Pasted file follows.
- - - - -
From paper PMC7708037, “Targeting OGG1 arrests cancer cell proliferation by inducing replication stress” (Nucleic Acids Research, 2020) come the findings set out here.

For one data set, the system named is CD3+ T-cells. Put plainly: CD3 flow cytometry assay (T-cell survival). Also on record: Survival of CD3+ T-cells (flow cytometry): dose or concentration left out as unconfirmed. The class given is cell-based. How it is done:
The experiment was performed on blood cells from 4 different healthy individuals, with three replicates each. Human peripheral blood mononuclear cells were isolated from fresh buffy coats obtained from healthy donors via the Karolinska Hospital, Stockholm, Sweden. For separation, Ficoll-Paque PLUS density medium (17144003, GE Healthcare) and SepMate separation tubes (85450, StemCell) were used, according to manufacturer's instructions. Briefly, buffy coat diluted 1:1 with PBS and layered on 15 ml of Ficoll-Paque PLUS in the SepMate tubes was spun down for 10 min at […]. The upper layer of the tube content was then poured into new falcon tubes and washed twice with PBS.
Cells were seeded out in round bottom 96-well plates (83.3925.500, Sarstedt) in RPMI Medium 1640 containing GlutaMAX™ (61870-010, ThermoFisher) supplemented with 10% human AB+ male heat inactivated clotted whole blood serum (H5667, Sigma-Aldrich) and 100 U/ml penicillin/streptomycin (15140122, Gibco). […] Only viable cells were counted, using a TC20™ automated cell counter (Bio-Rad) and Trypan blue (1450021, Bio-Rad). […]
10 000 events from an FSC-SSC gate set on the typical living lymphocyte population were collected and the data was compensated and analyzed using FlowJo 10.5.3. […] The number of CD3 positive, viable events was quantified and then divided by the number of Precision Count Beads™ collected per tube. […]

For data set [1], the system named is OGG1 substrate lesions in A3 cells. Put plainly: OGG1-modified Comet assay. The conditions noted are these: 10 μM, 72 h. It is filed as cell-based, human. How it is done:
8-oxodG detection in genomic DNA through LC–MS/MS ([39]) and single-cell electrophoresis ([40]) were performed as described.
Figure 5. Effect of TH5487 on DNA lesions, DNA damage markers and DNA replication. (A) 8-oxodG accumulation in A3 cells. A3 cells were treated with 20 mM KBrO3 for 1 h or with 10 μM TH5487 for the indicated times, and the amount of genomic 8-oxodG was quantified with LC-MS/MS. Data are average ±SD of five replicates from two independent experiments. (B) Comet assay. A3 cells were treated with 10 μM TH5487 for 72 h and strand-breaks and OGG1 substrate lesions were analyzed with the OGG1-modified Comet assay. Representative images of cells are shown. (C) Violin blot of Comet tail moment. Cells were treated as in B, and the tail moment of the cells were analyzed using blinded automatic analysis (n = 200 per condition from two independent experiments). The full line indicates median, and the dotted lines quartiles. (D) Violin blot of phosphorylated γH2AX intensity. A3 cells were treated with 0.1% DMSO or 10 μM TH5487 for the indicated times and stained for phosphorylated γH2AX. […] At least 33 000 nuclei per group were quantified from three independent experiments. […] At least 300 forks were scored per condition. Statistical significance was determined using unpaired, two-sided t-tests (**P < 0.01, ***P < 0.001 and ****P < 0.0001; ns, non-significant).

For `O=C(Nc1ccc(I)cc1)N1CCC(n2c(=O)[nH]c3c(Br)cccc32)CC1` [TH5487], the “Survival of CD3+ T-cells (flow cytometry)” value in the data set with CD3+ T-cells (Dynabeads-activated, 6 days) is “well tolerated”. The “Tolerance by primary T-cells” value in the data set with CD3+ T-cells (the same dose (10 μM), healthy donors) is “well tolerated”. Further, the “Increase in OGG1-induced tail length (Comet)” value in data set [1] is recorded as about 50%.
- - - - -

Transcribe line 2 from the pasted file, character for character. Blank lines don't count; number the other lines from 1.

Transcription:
For one data set, the system named is CD3+ T-cells. Put plainly: CD3 flow cytometry assay (T-cell survival). Also on record: Survival of CD3+ T-cells (flow cytometry): dose or concentration left out as unconfirmed. The class given is cell-based. How it is done: